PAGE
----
Despite the decline of newspapers, journalism is alive and well, and in need of multitalented journalists who are armed with skills that cross disciplines, according to Professor of English Paula Krebs. This fall, she and Assistant Professor of English Talitha Espiritu will co-direct Wheaton’s newly created journalism minor. Krebs, who teaches literary journalism, as well as many other courses, began working at daily newspapers in New Jersey and in Indiana while she was in college and graduate school. She is the former editor of Academe, the magazine of the American Association of University Professors, author of Gender, Race, and the Writing of Empire (Cambridge University Press, 1999), and director of the Summer Institute for Literary and Cultural Studies at Wheaton (a monthlong program aimed at increasing the number of students from underrepresented groups who pursue doctorates in English). She also is one of the American Council on Education Fellows for the 2010–2011 academic year. We asked her about the new journalism minor.
First, what initially drew you to journalism?
I was annoyed that our local paper wasn’t carrying stories about the girls’ teams at my high school, so I started calling them with the results of our games. Once I got to college, they hired me as a sports reporter.
Journalism has changed a lot. How would you assess the current state of the field?
This is a particularly opportune moment to put together the new program because media work has become so multifaceted, and online media are opening up in ways we have never seen before. In the age of the citizen journalist, when blogs and tweets can reach hundreds of thousands, we wanted to provide students with a set of courses that would serve them well in any kind of journalism, from conventional to electronic to photographic or video.
How did the new journalism minor come about?
For years, Wheaton students have used their liberal arts education in careers in journalism. Faculty members have advised them about good courses to take to help them in media careers, and they have graduated with solid backgrounds that pay off in the world of media work. But it occurred to a group of faculty advisors that our job with these students would be more productive if we had a template for our advising—a set of courses to recommend for aspiring journalists. So last spring faculty members from English, sociology, studio art, and other fields started meeting, along with interested staff in career services, instructional technology, and the communications office, to design a credential for students who wanted careers in media—something that would indicate that the student had thoughtfully put together a program to prepare for a journalism career or for graduate work in journalism.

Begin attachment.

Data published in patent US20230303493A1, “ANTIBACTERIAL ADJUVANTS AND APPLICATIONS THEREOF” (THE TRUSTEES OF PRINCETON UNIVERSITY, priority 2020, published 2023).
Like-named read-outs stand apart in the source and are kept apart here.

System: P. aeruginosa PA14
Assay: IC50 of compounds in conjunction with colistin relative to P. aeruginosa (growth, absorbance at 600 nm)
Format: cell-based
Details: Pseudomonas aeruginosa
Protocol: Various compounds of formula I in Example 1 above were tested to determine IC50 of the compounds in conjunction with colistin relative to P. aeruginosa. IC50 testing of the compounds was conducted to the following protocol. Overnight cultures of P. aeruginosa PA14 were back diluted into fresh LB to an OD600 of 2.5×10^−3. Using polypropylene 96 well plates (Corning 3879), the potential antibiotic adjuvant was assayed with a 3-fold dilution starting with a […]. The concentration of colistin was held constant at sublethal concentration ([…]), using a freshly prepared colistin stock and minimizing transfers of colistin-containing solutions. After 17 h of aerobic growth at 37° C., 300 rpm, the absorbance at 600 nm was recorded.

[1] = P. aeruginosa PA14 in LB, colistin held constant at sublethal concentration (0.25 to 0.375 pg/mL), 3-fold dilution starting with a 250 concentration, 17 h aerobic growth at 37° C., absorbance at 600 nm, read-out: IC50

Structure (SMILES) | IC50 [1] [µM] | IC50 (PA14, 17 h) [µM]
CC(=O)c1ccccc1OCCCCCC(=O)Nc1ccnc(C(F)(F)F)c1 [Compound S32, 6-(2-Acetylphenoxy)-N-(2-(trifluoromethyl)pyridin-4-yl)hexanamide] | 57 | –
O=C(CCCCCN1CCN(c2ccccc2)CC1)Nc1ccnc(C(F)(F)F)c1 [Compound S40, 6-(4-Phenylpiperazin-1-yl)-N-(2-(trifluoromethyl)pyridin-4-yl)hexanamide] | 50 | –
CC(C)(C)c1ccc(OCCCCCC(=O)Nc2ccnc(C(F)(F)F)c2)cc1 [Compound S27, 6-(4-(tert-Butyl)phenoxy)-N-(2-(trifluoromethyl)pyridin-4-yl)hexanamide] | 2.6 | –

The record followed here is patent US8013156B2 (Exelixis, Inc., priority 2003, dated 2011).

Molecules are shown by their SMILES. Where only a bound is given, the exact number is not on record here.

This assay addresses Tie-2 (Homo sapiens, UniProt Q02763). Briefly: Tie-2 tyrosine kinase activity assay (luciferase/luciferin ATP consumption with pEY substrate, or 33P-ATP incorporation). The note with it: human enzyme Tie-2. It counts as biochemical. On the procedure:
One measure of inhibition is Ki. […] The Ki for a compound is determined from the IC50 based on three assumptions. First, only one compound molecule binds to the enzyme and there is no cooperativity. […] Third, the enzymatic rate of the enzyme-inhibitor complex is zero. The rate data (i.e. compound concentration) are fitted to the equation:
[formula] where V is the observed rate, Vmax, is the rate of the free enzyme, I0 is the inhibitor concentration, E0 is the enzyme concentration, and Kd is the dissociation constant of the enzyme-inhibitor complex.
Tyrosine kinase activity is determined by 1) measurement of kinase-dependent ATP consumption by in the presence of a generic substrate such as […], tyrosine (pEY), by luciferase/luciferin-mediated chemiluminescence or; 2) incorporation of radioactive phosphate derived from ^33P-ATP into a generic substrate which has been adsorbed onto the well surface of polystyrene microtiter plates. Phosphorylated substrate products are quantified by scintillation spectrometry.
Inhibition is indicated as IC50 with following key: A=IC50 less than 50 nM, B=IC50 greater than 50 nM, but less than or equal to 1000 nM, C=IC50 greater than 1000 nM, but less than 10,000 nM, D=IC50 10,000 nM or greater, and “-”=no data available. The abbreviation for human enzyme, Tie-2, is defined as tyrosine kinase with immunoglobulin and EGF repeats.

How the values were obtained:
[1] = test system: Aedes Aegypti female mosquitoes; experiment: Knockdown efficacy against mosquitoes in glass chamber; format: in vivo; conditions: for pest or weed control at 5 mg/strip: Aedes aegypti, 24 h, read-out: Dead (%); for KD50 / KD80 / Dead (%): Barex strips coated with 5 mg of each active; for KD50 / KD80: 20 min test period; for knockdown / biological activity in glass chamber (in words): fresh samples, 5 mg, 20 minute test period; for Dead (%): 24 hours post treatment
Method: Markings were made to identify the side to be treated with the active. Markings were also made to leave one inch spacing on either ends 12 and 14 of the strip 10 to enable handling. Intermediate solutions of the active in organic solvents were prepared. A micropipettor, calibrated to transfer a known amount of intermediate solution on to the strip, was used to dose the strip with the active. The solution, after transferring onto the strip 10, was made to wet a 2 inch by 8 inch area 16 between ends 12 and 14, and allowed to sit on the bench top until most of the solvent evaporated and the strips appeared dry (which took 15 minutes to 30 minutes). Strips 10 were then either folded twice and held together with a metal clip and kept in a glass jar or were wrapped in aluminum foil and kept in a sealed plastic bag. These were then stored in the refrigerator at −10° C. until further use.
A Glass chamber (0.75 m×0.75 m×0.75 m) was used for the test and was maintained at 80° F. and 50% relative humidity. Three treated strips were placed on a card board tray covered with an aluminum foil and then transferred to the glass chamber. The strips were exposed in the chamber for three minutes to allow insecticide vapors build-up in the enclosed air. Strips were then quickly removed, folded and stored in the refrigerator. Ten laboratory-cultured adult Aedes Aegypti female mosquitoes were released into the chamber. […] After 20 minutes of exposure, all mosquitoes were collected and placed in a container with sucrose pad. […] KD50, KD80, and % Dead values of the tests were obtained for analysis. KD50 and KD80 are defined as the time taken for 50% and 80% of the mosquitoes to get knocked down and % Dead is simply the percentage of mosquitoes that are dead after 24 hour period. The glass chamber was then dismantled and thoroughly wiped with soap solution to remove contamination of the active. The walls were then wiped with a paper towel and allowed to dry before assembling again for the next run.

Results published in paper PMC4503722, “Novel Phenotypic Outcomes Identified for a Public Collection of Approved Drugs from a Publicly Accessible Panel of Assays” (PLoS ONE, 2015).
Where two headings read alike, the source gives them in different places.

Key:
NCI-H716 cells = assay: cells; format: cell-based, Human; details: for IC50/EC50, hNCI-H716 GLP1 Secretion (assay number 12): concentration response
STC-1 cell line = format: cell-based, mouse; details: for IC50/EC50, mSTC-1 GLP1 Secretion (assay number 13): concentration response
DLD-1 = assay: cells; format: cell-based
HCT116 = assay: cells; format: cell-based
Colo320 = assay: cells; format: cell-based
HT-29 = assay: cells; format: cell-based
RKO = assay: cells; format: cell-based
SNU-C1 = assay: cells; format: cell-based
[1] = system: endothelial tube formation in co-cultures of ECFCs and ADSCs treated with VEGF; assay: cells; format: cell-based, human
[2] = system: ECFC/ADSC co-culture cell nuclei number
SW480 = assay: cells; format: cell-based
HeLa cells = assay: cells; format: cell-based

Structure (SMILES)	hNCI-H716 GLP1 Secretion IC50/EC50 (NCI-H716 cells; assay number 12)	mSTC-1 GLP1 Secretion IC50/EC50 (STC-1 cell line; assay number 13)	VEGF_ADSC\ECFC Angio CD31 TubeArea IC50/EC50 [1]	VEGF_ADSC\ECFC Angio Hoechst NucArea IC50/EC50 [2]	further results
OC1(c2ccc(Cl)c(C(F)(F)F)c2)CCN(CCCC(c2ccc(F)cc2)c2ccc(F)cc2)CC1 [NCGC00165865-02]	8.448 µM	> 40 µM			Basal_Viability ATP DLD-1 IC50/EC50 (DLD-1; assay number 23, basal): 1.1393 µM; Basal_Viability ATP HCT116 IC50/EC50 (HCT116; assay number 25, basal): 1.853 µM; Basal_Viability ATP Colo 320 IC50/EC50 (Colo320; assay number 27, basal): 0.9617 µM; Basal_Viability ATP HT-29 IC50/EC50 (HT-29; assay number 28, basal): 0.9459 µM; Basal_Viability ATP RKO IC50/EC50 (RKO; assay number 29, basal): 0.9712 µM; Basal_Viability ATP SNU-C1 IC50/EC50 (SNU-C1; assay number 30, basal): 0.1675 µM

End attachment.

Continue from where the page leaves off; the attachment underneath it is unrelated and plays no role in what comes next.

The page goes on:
What are you aiming to teach students?
Students hoping to be journalists should have a strong major in a field about which they would like to write, whether that is science or sociology or political science, or culture and entertainment. The minor is meant to add to a major by asking students to think about ethics (we require one course in that area), to be able to analyze data (we require a statistics course), to be able to do research (a research methods course in any field is required), and to be able to produce journalistic content (students must take either writing, photography, or filmmaking courses). In addition, students need to get a sense of the field of journalism, so the minor requires an internship. Here’s where we rely on the Filene Center staff as partners in the minor: not only do they help students to find placements, but they are great at teaching students how to reflect on what they have learned in their internships and how it fits with the rest of their Wheaton education.
What is the future of journalism?
The field is becoming what communications theorists call “convergence journalism,” in which reporters carry cameras and digital recorders in addition to their notebooks, and the online stories they file link to video, images, and sound, as well as to other stories. Young journalists see the world differently than we used to—they understand digital ways of telling stories, ways that add all kinds of depth to their reporting.
What advice would you give to students who are interested in a career in journalism?
Read, read, read. Magazines, newspapers, online sources of all sorts. Take courses that give you a strong background in an area of expertise—science, economics, women’s studies, or any field in which you’d like to specialize. Make sure you learn how to learn—how to do in-depth research, how to talk to people, how to evaluate sources critically, how to read a graph or a spreadsheet. And then get out there and practice, as a freelancer, or on structured internships, or on The Wire.